These reports represent the culmination of the joint effort between FOGW and Prof. Ian Rotherham's group from Sheffield Hallam University. They have, however, been produced solely by a small dedicated group of FOGW members and are completely separate from any reports produced by SHU. A considerate amount of effort has gone into both carrying out the surveys and into producing these reports so please do take the time to read these fascinating reports
SYBRG has placed its own report on the project entitled "Reconstructing Gillfield Wood's Historical Setting". This can be found by clicking on the following link:
The project, organised by SYBRG with the Friends of Gillfield Wood, is funded by a grant from the Heritage Lottery Fund. It places Gillfield Wood (an ancient woodland), Totley Brook (the stream that flows through it) and its setting into a wider historical landscape context to include field boundaries, ancient hedgerows and industrial sites. The project looks at how the woodland and its setting have changed over hundreds of years and the evidence that still exists today. In addition it also delves inside the wood to investigate the unique and remarkable dressed upright stones/ stoneposts which have been placed in and alongside the brook, most probably in the last three hundred years. Investigating these has helped to place this historic site into a wider context of 'water, geology and land-use'. The field survey findings are supported by archival research. A legacy of the project is to develop skills and knowledge within local groups.
Photos of wax cap fungi taken by Mac Jackson on Day 1 (1st November 2016) of the Phase 2 field survey.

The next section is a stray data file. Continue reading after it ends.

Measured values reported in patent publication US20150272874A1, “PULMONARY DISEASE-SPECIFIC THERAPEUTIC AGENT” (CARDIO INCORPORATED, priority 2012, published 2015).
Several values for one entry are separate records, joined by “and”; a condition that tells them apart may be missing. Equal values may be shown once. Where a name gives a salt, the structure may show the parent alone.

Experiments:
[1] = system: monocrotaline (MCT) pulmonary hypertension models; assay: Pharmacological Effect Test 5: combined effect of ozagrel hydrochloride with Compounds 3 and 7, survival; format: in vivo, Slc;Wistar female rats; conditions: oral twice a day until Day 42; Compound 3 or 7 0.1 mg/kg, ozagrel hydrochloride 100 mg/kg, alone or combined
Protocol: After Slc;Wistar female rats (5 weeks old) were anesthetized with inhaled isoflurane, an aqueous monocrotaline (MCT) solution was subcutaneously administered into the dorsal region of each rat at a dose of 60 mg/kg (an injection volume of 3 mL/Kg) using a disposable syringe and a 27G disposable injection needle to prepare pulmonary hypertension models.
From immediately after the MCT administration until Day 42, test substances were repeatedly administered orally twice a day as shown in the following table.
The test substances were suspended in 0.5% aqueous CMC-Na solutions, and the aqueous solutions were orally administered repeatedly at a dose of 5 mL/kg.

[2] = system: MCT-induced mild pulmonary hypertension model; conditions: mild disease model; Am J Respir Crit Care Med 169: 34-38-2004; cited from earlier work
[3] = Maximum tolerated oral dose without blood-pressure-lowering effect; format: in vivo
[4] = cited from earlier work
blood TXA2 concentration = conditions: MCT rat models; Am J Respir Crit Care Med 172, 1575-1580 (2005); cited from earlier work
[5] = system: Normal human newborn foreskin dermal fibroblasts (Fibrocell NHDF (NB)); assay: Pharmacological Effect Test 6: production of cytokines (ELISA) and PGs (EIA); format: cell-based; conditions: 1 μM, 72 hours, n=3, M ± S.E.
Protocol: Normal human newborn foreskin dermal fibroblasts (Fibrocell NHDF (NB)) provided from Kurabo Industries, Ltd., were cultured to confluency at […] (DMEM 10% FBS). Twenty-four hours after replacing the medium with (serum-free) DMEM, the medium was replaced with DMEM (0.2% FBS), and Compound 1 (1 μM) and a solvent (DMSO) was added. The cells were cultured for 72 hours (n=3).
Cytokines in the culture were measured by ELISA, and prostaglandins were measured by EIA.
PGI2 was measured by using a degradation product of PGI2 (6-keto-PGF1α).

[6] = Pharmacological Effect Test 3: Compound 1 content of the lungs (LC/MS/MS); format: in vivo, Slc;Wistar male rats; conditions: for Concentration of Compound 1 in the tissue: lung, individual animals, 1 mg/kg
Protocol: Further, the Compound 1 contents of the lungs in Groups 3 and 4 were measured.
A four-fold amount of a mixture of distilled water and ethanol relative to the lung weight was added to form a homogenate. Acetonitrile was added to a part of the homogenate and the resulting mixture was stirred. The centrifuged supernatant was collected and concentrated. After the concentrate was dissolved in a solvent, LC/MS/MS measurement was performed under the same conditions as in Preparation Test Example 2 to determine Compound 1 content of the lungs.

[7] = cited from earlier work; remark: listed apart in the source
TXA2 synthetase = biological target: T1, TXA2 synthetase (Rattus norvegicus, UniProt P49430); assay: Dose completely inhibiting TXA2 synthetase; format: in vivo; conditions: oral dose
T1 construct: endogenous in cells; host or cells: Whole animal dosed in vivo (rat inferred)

...and seven from Pauline Burnett taken the morning after a rapid thaw following a severe frost the night before. Shows how resilient these fungi are!
...and one from Chris Measures of the "holy grail" of wax caps - the Pink Waxcap!
Photos of waxcaps taken in the wood in 2011 courtesy of Chris Measures.
The photos below were taken by Nell Dixon. They were found by children taking part in the Stream Dipping in July 2022 (see reference on Events page Archive 2022).
"In the Wet" is an occasional blog to inform you about life in Gillfield Wood in those wet places such as Totley Brook and any marshy area or tributaries close by the brook. And of course there is our new pond which I am beginning to monitor. I will give you a details of the aquatic invertebrates that I find but only when I can identify them! This is very much a learning and sharing activity for me. I hope you find the information interesting and the photographs illustrative of my findings. Please email comments to me at email@example.com.
Welcome to "In the Wet".
In the Wet #1 (May 15 2016)
Had a chance to investigate the pond for wildlife today. The tadpoles are doing well; they are well spaced in the shallow areas. The planted marginals are looking strong and healthy.
Observation of the pond showed it to be somewhat murky, which was in stark contrast to Andy Brewster's observations yesterday of clear but algae-littered water. Derek Bateson suggested we may have had a Duck feast to have altered the water so much!
Male and female flies of the family Bibionidae (St Mark's Flies) were hovering over the pond. Some were clearly female as they were dipping their abdomens in the water to deposit eggs.
Two types have been identified by the spurs on the end of the tibia of the foreleg.
Opposite is the female - Dilophus species – identified the ring of short spurs on the foreleg.
This male fly has two large spurs in the same location on the foreleg and belongs to the genus Bibio, possibly marci, which is the St Mark's fly.
We also have a water beetle visitor, Helophorus grandis …
… and a mayfly visitor Baetis rhodani. The latter has weird turbinate eyes which are orange on top.